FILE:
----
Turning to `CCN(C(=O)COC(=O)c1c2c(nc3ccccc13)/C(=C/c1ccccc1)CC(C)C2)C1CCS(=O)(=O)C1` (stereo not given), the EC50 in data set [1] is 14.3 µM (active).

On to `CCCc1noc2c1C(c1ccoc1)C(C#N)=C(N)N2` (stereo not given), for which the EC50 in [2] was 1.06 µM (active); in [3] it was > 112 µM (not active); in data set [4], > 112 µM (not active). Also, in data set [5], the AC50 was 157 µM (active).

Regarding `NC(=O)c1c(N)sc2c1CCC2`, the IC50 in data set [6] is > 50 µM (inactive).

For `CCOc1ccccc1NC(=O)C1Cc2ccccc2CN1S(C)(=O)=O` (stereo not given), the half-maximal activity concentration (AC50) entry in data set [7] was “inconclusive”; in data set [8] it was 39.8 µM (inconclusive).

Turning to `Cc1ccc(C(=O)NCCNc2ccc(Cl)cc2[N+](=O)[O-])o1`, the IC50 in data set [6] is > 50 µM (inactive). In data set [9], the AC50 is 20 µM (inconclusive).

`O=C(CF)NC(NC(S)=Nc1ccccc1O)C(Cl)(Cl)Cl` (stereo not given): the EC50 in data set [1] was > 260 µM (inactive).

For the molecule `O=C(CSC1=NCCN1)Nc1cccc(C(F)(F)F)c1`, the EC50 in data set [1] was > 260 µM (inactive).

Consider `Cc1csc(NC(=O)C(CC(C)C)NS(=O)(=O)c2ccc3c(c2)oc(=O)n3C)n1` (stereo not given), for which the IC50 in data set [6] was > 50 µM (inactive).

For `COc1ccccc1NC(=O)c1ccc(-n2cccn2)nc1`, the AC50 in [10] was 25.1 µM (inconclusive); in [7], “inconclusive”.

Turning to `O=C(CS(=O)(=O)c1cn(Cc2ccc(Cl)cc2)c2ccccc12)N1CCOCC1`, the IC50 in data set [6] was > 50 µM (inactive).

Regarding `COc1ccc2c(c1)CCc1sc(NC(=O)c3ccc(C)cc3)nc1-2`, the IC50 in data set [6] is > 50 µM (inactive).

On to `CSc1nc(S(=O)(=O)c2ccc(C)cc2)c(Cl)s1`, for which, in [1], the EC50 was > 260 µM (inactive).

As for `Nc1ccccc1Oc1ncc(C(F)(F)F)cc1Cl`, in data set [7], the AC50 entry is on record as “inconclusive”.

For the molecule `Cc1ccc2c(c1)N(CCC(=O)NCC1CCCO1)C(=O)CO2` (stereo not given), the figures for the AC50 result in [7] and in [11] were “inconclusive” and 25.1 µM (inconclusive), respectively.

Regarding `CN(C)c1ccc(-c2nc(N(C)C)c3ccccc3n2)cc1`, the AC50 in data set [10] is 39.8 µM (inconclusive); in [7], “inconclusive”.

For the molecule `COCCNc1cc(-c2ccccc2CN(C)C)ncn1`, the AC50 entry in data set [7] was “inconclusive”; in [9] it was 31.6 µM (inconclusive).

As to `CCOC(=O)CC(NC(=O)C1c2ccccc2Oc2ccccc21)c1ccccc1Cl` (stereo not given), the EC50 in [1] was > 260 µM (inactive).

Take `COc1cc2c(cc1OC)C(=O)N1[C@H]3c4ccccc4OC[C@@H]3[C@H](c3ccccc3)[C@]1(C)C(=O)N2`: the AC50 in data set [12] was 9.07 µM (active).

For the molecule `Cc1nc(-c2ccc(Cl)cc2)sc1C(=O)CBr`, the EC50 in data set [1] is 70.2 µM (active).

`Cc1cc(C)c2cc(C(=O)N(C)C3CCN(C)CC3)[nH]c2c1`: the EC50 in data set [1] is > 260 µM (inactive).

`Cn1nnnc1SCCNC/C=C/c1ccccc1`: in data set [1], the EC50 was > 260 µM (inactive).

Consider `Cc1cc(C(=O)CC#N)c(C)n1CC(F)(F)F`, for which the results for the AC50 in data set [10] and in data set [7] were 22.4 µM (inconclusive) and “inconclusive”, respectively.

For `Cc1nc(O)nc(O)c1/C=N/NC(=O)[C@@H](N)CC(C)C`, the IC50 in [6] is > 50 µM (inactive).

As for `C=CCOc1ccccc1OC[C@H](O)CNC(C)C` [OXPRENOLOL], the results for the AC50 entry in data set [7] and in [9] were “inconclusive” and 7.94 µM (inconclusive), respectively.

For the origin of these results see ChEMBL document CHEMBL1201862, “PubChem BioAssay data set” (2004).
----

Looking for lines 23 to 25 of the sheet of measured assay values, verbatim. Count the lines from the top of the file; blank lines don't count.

For `Cc1nc(O)nc(O)c1/C=N/NC(=O)[C@@H](N)CC(C)C`, the IC50 in [6] is > 50 µM (inactive).

As for `C=CCOc1ccccc1OC[C@H](O)CNC(C)C` [OXPRENOLOL], the results for the AC50 entry in data set [7] and in [9] were “inconclusive” and 7.94 µM (inconclusive), respectively.

For the origin of these results see ChEMBL document CHEMBL1201862, “PubChem BioAssay data set” (2004).